Fukushima Pref. eyes uniform standards for recognizing deaths as related to nuke accident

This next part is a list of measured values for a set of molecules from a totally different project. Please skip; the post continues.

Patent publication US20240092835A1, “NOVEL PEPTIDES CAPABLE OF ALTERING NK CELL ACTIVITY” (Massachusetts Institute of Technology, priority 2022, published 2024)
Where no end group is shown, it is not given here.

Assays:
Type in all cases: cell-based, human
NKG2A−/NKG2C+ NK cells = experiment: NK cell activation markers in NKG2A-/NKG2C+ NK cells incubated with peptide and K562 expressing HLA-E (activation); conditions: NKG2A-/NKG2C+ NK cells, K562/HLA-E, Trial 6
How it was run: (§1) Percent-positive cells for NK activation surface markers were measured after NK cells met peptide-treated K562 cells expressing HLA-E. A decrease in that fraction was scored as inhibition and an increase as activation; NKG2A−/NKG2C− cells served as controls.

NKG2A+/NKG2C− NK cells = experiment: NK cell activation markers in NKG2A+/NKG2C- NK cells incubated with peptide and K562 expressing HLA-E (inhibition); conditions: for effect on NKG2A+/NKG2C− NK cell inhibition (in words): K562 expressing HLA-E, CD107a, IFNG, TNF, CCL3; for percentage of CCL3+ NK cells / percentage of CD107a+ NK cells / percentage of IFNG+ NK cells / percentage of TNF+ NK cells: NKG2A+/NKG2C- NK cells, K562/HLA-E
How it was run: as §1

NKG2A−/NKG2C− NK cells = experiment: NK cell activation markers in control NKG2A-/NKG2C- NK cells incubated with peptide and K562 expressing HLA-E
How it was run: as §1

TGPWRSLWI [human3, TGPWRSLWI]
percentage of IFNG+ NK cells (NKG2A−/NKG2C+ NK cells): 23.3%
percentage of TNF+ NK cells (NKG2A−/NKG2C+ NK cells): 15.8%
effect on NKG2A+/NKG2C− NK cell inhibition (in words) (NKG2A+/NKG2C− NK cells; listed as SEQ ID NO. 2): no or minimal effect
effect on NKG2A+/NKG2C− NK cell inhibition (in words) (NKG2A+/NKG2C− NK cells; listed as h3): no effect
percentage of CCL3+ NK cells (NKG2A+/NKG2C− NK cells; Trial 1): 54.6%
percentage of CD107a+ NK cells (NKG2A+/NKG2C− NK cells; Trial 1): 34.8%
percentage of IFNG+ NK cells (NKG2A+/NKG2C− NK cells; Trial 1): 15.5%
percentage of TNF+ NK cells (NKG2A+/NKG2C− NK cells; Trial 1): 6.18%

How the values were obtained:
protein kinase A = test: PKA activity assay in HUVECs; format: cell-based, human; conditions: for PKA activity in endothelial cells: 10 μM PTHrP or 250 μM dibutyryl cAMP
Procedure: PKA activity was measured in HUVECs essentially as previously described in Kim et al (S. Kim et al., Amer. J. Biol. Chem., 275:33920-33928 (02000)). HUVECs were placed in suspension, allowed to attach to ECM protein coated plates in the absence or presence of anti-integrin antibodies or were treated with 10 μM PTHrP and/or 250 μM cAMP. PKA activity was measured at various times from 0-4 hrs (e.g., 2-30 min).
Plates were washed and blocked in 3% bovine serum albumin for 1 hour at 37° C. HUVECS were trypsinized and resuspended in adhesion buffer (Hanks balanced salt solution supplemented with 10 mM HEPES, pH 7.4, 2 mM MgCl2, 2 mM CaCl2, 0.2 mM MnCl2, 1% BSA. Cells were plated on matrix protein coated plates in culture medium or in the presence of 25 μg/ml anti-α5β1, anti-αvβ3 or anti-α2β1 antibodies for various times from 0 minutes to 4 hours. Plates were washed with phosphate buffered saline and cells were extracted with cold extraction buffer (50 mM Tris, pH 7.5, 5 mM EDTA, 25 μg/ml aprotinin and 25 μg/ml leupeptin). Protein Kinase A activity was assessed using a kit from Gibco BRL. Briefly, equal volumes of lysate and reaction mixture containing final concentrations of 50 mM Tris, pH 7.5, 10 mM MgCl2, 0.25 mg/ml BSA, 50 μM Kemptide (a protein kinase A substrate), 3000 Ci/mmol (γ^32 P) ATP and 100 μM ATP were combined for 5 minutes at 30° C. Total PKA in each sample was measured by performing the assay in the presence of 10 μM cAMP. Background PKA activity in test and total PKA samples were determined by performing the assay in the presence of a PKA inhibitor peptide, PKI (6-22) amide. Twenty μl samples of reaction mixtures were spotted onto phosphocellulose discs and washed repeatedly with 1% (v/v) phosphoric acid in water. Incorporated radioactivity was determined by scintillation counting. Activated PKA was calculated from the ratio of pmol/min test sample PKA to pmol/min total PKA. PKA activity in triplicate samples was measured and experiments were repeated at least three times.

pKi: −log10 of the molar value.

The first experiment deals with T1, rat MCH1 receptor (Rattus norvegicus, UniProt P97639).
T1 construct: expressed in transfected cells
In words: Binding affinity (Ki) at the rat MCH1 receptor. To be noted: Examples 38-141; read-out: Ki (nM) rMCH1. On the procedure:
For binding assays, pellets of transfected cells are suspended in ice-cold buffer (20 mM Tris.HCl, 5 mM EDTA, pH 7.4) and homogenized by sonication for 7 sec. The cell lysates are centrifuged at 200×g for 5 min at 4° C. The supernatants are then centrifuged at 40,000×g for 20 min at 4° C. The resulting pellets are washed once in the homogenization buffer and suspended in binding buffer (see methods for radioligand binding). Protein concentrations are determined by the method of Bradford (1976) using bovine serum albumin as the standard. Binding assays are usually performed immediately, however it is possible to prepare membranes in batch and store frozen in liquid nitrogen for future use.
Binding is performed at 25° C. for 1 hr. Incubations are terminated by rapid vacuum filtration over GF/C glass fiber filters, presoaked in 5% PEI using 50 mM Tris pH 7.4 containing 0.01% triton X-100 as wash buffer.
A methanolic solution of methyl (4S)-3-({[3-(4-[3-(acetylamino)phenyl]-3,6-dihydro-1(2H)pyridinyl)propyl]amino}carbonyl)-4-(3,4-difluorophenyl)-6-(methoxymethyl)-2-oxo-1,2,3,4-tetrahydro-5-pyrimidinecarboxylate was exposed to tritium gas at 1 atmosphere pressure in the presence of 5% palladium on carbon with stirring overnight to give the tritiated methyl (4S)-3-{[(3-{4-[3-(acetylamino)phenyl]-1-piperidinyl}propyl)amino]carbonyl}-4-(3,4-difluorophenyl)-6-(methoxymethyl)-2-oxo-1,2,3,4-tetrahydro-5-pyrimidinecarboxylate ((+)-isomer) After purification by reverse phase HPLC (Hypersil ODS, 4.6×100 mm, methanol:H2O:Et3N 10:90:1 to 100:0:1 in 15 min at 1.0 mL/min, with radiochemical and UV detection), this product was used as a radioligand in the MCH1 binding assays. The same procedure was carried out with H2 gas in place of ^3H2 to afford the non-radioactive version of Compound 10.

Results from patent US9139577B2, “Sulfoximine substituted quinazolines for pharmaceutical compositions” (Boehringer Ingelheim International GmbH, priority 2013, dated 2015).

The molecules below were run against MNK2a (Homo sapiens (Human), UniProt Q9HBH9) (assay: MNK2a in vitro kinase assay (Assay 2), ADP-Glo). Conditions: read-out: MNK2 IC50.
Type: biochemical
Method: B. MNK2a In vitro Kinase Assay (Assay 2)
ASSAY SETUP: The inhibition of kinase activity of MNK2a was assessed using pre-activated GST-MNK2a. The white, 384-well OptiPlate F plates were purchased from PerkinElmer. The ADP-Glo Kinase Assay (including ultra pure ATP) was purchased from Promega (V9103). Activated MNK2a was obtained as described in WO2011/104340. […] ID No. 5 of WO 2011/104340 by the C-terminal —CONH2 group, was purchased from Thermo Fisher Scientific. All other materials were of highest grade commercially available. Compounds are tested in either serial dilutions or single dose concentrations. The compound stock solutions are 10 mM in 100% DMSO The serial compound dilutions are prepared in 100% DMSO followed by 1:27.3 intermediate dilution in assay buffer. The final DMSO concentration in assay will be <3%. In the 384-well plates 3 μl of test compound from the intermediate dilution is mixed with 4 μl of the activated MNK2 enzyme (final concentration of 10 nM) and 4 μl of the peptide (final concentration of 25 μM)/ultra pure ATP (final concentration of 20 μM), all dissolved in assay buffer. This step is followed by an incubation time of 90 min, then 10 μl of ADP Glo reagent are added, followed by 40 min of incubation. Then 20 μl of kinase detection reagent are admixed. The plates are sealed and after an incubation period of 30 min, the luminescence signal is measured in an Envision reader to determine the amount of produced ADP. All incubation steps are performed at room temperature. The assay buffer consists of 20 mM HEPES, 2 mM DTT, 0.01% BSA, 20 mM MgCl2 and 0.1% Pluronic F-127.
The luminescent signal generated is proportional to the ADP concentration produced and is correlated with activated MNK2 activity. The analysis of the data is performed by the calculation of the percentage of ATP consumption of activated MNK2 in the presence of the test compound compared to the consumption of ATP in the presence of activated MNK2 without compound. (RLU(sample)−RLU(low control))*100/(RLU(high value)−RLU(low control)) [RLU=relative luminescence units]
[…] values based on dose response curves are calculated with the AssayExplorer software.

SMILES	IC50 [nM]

The Fukushima prefectural government is considering correcting municipal imbalances in standards for recognizing local people's deaths as being related indirectly to the 2011 accident at the Fukushima Daiichi Nuclear Power Station of Tokyo Electric Power Co. Specifically, the local government is seeking to have city, town and village offices share information on the causes of deaths believed associated with the nuclear disaster caused by the March 11, 2011 killer earthquake and tsunami. At a prefectural assembly session on June 25, a senior prefectural government official in charge of compensation for damage from the disaster said it is becoming increasingly difficult to identify a relationship between deaths and the accident due to the long period of time that has lapsed, adding that the local government will call meetings with municipalities as needed to exchange information and share examples of accident-related deaths. According to the prefectural government, 1,729 people had died as a result of lingering effects of the accident as of June 25, exceeding the 1,603 deaths caused directly by the disaster. The government intends to provide municipal authorities with information on accident-related deaths in an aggressive manner to help standardize norms for identifying such fatalities. Note: Nuclear accident-related deaths result from deterioration in health conditions following protracted life in shelters as evacuees and they are recognized by a panel of experts such as medical doctors and lawyers set up by each municipality. A sum of 5 million yen is paid as consolation money to a family in the case of the death of a main income earner and half the sum for other dead family members. (Translated by Kyodo News)